Brent Sebold, Eric Lehnhardt and Lon Amundson

Brent Sebold (left), venture manager for ASU’s Edson Student Entrepreneur Initiative, speaks with Eric Lehnhardt and Loni Amundson of FlashFood. Photo by Jessica Slater/ASU.

Teams led by engineering students have been awarded funding through the Edson Student Entrepreneur Initiative. AlphaStripe, FlashFood and SafeSIPP won funding, and G3Box received a second year of funding through the program.

AlphaStripe is a global, online networking platform for military service members, military families, civilians, and humanitarian organizations to share war-time and conflict zone stories in video, photo, audio, and journal formats. AlphaStripe is led by mechanical engineering graduate student, Eli Chmouni.

FlashFood is a smartphone application and website designed to reduce food waste and feed the hungry. The app facilitates communication between providers, collectors, distributors and recipients. Team members are biomedical engineering graduate Eric Lehnhardt, materials science and engineering major Katelyn Keberle, computer science graduates Steven Hernandez and Ramya Baratam, senior marketing and sustainability major Jake Ervin and sustainability graduate Loni Amundson.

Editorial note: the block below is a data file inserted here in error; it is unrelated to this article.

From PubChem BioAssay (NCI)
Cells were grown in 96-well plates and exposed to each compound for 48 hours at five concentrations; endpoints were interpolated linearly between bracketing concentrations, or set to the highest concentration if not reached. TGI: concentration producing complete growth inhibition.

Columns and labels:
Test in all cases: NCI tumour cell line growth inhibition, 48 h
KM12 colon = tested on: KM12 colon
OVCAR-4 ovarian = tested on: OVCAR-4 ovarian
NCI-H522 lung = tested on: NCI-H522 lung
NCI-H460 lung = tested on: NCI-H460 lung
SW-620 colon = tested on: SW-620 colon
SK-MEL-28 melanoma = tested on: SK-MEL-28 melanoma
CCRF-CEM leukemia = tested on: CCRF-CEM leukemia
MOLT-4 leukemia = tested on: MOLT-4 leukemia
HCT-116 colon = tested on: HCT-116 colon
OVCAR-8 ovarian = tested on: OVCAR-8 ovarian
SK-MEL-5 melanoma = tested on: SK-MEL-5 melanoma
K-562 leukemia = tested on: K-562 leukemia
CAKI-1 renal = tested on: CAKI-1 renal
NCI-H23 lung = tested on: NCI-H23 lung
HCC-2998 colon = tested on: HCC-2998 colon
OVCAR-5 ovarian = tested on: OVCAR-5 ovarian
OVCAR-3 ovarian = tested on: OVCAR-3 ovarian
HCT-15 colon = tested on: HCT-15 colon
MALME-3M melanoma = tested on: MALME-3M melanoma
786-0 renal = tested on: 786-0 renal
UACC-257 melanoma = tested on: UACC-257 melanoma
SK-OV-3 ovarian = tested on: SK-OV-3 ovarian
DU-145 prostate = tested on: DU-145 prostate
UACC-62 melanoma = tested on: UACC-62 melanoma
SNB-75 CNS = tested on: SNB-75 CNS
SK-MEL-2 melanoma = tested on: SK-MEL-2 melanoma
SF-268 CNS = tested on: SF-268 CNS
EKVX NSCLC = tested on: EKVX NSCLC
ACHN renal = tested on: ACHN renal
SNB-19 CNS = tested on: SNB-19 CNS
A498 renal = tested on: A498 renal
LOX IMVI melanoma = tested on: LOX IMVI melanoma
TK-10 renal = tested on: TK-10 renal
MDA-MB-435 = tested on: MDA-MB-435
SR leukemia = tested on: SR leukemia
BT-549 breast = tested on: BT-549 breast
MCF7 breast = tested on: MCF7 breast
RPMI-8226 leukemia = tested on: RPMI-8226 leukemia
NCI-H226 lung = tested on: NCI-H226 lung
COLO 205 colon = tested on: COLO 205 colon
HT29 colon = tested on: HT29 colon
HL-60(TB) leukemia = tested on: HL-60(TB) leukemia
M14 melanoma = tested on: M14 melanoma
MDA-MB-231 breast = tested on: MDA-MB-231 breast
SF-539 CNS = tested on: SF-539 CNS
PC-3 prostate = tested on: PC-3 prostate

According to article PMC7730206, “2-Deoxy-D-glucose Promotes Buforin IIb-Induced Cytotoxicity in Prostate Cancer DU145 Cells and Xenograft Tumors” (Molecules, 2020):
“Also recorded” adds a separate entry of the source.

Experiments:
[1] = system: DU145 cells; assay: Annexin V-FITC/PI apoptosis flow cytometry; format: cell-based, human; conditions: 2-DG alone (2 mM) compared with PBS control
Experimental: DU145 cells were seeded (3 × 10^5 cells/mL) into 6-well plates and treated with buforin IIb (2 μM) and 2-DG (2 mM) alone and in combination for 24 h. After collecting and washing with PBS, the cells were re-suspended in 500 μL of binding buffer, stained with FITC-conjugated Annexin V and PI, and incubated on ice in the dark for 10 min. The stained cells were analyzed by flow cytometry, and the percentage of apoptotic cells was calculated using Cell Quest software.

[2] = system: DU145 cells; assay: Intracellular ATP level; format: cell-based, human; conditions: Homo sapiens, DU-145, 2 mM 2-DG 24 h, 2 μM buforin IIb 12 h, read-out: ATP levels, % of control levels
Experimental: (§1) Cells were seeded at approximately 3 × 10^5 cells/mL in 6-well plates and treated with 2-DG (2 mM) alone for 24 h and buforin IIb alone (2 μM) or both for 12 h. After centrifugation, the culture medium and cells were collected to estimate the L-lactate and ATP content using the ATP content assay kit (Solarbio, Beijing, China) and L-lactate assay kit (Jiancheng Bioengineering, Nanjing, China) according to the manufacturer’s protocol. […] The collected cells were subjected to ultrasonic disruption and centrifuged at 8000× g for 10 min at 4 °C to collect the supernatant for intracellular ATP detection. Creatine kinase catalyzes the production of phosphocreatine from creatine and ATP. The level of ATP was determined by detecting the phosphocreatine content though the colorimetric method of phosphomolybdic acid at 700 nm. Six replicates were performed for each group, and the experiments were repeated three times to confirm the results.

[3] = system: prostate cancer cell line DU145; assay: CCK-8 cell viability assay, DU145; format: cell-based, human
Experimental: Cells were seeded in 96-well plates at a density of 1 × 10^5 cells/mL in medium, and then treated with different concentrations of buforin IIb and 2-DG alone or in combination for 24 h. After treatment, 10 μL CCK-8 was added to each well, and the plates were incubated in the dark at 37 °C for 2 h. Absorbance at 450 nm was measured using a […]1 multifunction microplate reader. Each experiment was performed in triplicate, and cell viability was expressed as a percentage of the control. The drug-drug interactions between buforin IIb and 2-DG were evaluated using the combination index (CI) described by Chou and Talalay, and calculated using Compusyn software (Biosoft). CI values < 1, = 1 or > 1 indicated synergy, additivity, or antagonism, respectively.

G3Box sells medical clinics made out of converted steel shipping containers to nonprofits and NGOs that work in healthcare development and disaster response who want on-demand, fully-functional medical space. Team members include biomedical engineering undergraduate, Gabrielle Palermo and mechanical engineering major Billy Walters, along with Susanna Young and Clay Tyler, who hold master’s degrees in mechanical engineering.

SafeSIPP (Sustainable Innovative Portable Purification) is simultaneously solving two problems for rural communities in Africa: transportation and purification of clean drinking water. The team has designed a three-phase water purification and filtration system that works when a barrel—made from 80 percent recycled materials—is rolled across the ground from the water source to the community for consumption. The team includes Lindsay Fleming, Taylor Barker and Jared Schoepf, chemical engineering majors, and Jacob Arredondo, marketing and finance major.

FlashFood, G3Box and SafeSIPP developed their projects in the Engineering Projects in Community Service (EPICS) program.

Engineering students are also contributing in multidisciplinary teams, Seymour Enterprises, Solar Stream Innovations and Vantage Realized.

The teams were among 340 that applied to be accepted to the 2012-2013 cohort. Twenty companies were selected.

Now in its eighth year, the Edson Student Entrepreneur Initiative is one of the largest privately funded business plan competitions at a U.S. university. In addition to funding, students selected for the year-long program receive office space and training, enabling them to develop their ideas and launch viable businesses.

Learn more about all of the teams selected on ASU News.

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